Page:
“How does wearing the vest protect me?”
“Well, not you, per se, but those around you. It sets you up to be a hero.”
“It sets me up to be a martyr, and I’m not gonna do it.”
“Mr Marks, the teachers’ union dissolved three years ago. I think we’re well past the point of not gonna do it. This is nation-wide—where do you think you’re gonna go?”
Mr. Marks sits down. The hand on the pocket zipper stills. Other people lean away from him, avert their eyes.
“Now does anyone have any other questions?” the principal asks. He surveys the room. Under my vest, my heart beats insistent against my ribcage. “Good,” he says. “Have a happy holiday, everyone.”
Four hours after school is out, I’m still at my desk grading the kids’ writing, the vest draped over the back of my chair. It’s getting dark outside, but there’s no reason to hurry home. My husband and I live in a 300-square-foot apartment in Manhattan which we began renting during the last economic crash and which we are still—thanks to New York City’s renters’ rights laws—not paying market value for. He works nights anyway, my husband. He doesn’t know when I get home, and I’m asleep long before he gets back. I think about texting him to let him know I’m still at work, just in case anything happens, but I don’t. What’s the point? He neither asks about my day nor wonders where I’ve been when I arrive—I am simply there or not there, as if, when out of his presence, I cease to factor into his reality. I’m like a little avatar materializing on his computer when he hits the power button, ready to yell at him for not doing the dishes.
I grade one last essay and set it onto the stack of finished work. I’ve gotten a quarter of the way through the 125 I have to finish by the end of the week when we’ll be asked to stay even later for parent/teacher conferences. Standing up, I sling my bag over my shoulder. But with the lights off and the door open, something calls me back. On my chair, the vest almost glows in the dark, pulsing like a living thing. I can tell it wants me. I go back and put it on under my sweater and coat.
There, doesn’t that feel better? it asks. Don’t you feel safer now that you’re controlling your own destiny?
“Yes,” I say and lock the classroom door behind me.
On the subway I usually stare at my phone or fall asleep, waking to find myself resting on a stranger or rubbing my forehead when it slams against the pole after a hard stop. Today, though, I don’t do anything but sit upright and watch people getting on and off the train.
Look, the vest says.
A lady in a Santa hat has just walked into my car. She drags a wheely suitcase behind her; three overflowing plastic bags hang on her forearm. The skin of her face droops like a latex mask. From somewhere on her person comes the hyperactive soprano whine of the Chipmunk’s Christmas album. The woman clutches the pole, bobbing to the music, a smile on her face.
Do you think she worries what anyone else thinks about the way she’s living her life? the vest croons. Do you think she gets up in the morning with a thought in her head about anyone but herself? You could learn a thing or two from someone like her.
On either side of me, two men sit down. Immediately their thighs spread wide, pinioning my legs. My knees press tight together to give them space, to avoid touching them.
Do it, the vest prods.
Exhaling, I ease my own legs open until my kneecaps meet theirs. One man acquiesces, startled, and I move to inhabit the space he’s left behind. The other turns to look at me. His baseball cap is low over his eyes, the brim rounded until it’s nearly cylindrical.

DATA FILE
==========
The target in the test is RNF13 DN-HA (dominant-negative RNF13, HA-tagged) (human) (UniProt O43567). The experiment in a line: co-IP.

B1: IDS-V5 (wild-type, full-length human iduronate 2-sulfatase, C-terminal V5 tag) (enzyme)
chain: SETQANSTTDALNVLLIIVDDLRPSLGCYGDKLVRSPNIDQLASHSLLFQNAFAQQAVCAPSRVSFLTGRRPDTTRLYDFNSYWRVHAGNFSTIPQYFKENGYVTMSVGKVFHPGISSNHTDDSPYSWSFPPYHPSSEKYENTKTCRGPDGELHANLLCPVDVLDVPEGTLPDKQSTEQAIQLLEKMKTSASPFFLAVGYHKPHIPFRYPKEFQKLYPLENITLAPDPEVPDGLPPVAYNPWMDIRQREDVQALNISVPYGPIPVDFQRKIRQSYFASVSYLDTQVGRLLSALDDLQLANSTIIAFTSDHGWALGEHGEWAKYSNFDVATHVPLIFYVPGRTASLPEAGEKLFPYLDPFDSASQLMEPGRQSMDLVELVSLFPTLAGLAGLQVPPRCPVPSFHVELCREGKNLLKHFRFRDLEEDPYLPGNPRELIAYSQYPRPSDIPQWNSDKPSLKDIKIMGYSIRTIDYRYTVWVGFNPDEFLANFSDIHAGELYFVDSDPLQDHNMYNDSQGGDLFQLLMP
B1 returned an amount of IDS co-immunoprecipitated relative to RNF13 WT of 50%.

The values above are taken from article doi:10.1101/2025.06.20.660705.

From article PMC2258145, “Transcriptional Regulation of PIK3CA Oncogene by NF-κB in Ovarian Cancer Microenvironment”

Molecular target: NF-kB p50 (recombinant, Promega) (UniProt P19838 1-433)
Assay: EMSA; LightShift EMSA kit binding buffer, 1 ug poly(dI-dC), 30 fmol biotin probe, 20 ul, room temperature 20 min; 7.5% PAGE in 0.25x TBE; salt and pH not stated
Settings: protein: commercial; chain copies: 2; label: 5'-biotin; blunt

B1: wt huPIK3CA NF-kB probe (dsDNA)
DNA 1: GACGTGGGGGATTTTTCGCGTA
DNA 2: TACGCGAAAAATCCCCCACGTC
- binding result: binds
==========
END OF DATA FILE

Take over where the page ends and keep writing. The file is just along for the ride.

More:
Stand your ground; you’re worth it. Don’t let him think he can intimidate you.
“You want something?” he asks.
“Nope.” My voice is void of any emotion. I do not move my leg.
He scoffs and turns away, both of us refusing to cede a millimeter. Our knees touch the whole way home, but I work my hand beneath my coat and under my cardigan. Between my thumb and forefinger, I tug slightly at the zipper pull on the pocket of the vest.
I’m proud of you, the vest says. You’re already doing so well. You’re making incredible progress.
“Thank you,” I say out loud.
“You’re welcome.” The Santa-hat lady grins hard at me. I grin back.
When someone slams into my shoulder as I’m going up the stairs, I freeze. Behind me, a waterfall of swearing overflows at the sudden traffic jam. They wouldn’t treat me like this if they knew I was wearing seven pounds of explosives.
It shouldn’t matter if they know or not; you are owed the same respect as any human being, the vest reminds me.
I nod and stand up straight, readjusting the strap of my bag. Shoulders high, I walk up the rest of the stairs at my own pace.
Outside, the sky is gray and nebulous, and the cold air offers a hoarse whisper of the impending holiday. Shops are dressed in sparkling lights, their windows blooming with painted candy canes and holly. Soon the city will be covered in white, trapping all the all the tears and urine and hotdog water, and blanketing trash bags and broken-down furniture in softness. I walk slowly, savoring each step, letting people walk around me even though it is obnoxious, or maybe because it feels good to be obnoxious.
It’s a beautiful night, the vest whispers.
“It is,” I agree.
“There will never be another night like tonight. It is unique in all time and all space, just like you. Give yourself the permission to enjoy it, the vest tells me. You deserve all the beauty this little world has to offer.
My fingers unfurl to pet the poinsettias for sale outside of every bodega I pass. Over my chest, the vest thrums its approval.
Five flights up, I unlock my door. All the lights are on. Bing Crosby’s “Silver Bells” ricochets off the entryway walls, which are also the kitchen walls. My husband is eating ramen out of a pot over the sink.
He’s home, the vest says.
“You’re home?” I ask.
“I never work Mondays,” he says.
“Nope—not for the last year at least.”